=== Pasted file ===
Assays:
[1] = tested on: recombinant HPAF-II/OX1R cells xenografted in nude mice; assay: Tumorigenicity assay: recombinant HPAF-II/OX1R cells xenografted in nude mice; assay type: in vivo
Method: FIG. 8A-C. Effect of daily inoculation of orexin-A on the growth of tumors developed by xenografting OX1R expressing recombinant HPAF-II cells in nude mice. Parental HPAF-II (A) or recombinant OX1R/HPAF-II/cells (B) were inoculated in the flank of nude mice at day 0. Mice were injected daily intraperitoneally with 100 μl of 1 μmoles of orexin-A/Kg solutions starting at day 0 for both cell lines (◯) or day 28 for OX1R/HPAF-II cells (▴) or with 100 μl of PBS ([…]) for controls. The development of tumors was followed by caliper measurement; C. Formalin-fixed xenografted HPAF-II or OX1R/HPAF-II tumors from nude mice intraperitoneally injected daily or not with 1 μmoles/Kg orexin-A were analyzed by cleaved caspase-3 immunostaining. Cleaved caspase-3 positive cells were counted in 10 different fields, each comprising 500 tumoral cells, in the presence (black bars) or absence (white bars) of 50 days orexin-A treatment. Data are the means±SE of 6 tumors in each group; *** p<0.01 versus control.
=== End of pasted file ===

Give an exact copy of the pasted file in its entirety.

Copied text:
Assays:
[1] = tested on: recombinant HPAF-II/OX1R cells xenografted in nude mice; assay: Tumorigenicity assay: recombinant HPAF-II/OX1R cells xenografted in nude mice; assay type: in vivo
Method: FIG. 8A-C. Effect of daily inoculation of orexin-A on the growth of tumors developed by xenografting OX1R expressing recombinant HPAF-II cells in nude mice. Parental HPAF-II (A) or recombinant OX1R/HPAF-II/cells (B) were inoculated in the flank of nude mice at day 0. Mice were injected daily intraperitoneally with 100 μl of 1 μmoles of orexin-A/Kg solutions starting at day 0 for both cell lines (◯) or day 28 for OX1R/HPAF-II cells (▴) or with 100 μl of PBS ([…]) for controls. The development of tumors was followed by caliper measurement; C. Formalin-fixed xenografted HPAF-II or OX1R/HPAF-II tumors from nude mice intraperitoneally injected daily or not with 1 μmoles/Kg orexin-A were analyzed by cleaved caspase-3 immunostaining. Cleaved caspase-3 positive cells were counted in 10 different fields, each comprising 500 tumoral cells, in the presence (black bars) or absence (white bars) of 50 days orexin-A treatment. Data are the means±SE of 6 tumors in each group; *** p<0.01 versus control.